Indian Engineers Call Foul After Being Connected To Boeing 737 Max Failure

India engineers are angry after a report tried to tie them to the Boeing 737 Max failure.
Donna Fuscaldo
Boeing 737-8 Max aapsky/iStock

Indian engineers working for HCL Technologies and Cyient are crying foul after a media report connected the Boeing 737 Max failure with the outsourcing of software development to the two firms. 

According to a report in late June, the software for the Boeing 737 Max was being developed at the same time Boeing was laying off engineers in an effort to slash costs. Boeing opted to outsource the software development to HCL Tech and Cyient, both based in India.


The report contended Boeing faced hurdles when working with the engineers in India, quoting one former flight instrumentation design engineer at Boeing as saying the software engineers met the scope of the project but could have performed better.  

Indian Engineers Insulted by Report Claims

The implications in the report didn't sit well with engineers in India, with critics quick to point out that India has many aerospace engineers that are extremely competent. Not to mention Boeing has said it didn't tap engineers from HCL or Cyient to develop the Maneuvering Characteristics Augmentation System, which has been blamed for the October Lion Air crash and the March Ethiopian Airlines wreck.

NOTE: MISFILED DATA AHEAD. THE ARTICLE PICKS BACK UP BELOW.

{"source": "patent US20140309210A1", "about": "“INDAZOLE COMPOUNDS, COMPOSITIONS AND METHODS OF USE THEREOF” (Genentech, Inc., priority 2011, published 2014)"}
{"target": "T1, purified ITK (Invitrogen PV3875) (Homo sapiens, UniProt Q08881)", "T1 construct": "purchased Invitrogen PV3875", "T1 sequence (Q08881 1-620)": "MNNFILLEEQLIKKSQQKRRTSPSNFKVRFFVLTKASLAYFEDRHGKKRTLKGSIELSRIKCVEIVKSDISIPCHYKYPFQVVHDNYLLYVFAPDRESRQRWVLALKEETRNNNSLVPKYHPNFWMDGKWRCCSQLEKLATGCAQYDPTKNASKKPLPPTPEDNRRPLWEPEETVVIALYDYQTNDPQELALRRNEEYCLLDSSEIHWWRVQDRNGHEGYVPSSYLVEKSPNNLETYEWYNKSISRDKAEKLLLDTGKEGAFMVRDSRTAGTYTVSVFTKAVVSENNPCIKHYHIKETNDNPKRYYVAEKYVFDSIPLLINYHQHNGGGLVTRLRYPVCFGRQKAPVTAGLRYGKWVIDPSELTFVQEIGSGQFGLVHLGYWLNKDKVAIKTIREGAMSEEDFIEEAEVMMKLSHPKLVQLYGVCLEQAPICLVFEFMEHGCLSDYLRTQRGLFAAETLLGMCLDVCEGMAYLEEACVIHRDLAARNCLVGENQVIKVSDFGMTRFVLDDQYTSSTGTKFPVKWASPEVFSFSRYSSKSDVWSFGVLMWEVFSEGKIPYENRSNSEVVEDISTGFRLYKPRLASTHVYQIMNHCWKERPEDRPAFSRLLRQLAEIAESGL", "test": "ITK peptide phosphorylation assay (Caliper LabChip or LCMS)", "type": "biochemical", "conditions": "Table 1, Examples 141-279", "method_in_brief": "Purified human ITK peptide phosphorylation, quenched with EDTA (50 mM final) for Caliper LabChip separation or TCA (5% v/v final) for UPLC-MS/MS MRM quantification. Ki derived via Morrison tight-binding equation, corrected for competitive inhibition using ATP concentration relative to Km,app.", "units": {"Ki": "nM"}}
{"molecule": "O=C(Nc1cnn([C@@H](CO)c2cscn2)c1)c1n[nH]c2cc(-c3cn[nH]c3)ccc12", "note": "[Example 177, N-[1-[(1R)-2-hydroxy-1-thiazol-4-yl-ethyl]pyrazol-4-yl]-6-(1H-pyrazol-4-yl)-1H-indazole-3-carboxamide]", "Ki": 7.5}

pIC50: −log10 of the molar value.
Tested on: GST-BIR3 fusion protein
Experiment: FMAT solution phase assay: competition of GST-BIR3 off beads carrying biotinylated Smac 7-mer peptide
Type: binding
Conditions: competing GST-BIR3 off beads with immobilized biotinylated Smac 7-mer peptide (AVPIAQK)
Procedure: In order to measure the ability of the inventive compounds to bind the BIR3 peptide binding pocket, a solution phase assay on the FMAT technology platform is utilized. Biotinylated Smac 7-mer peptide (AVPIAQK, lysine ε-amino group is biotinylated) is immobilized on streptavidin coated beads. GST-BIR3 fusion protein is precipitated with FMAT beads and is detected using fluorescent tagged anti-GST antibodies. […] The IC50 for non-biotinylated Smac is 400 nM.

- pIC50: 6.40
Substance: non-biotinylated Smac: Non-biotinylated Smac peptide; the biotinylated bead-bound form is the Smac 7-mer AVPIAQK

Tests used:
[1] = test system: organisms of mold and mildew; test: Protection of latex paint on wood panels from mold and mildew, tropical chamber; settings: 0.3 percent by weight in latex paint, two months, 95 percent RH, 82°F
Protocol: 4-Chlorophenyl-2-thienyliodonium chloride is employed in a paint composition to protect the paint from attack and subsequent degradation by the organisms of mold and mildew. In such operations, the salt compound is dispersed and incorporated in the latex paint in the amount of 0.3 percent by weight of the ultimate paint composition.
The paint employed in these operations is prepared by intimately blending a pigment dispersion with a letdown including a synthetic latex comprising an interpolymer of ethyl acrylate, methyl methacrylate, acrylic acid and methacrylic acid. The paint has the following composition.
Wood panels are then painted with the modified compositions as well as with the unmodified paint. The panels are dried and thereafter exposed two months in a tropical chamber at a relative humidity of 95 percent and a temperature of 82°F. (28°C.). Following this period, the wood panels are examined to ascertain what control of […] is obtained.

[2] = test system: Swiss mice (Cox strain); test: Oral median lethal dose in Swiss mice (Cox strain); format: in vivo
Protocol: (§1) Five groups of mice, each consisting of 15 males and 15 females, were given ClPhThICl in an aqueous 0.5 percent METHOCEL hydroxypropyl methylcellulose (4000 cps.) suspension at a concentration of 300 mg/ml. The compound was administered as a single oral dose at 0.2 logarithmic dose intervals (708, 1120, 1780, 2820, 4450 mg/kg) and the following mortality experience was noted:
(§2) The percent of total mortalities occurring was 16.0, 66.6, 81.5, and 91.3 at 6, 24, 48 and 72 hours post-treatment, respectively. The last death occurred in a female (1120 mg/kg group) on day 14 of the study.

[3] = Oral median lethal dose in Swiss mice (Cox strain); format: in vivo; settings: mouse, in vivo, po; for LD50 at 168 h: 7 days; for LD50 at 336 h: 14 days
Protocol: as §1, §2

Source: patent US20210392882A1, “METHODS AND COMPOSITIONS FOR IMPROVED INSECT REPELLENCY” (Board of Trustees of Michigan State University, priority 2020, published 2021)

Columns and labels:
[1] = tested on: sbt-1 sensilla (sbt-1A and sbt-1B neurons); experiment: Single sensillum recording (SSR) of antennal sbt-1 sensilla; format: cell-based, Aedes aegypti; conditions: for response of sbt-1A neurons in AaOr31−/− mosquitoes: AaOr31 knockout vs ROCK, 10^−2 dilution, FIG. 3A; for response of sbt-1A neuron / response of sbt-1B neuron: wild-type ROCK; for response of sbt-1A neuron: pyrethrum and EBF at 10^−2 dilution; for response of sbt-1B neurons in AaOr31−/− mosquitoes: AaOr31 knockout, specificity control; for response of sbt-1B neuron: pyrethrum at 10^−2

"Blaming outsourcing for failure is not fair and is like blaming the entire ecosystem," Pareekh Jain, founder of Pareekh Consulting, a tech consulting firm told MoneyControl

HCL said it wasn't associated with the issues with the 737 Max and Cyient called the news article wrong. It said as a company it taps engineers from the best talent pools available, including 1,000 engineers hired in the U.S. Cyient said its engineers are veterans working with aerospace original equipment manufacturers and system providers for several years.

India Tech a Whipping Post

In a tweet in response to the report, Sangeeta Gupta,  a member of the IT industry body NASSCOM called the claims "vicious" and lacking any veracity.  "Indian tech is the favourite whipping boy for any issue that goes wrong, otherwise it is projected as still being in a labour arbitrage model with no value add. Time for the world to see how the industry has changed," Gupta tweeted

Despite the blame going around, this isn't the first time Boeing has outsourced tech development to India. IT services companies in the country have worked with Boeing and Airbus for close to twenty years, developing the software for their airplanes.

India has become a hub for the defense industry looking to save money on software development and engineering. 

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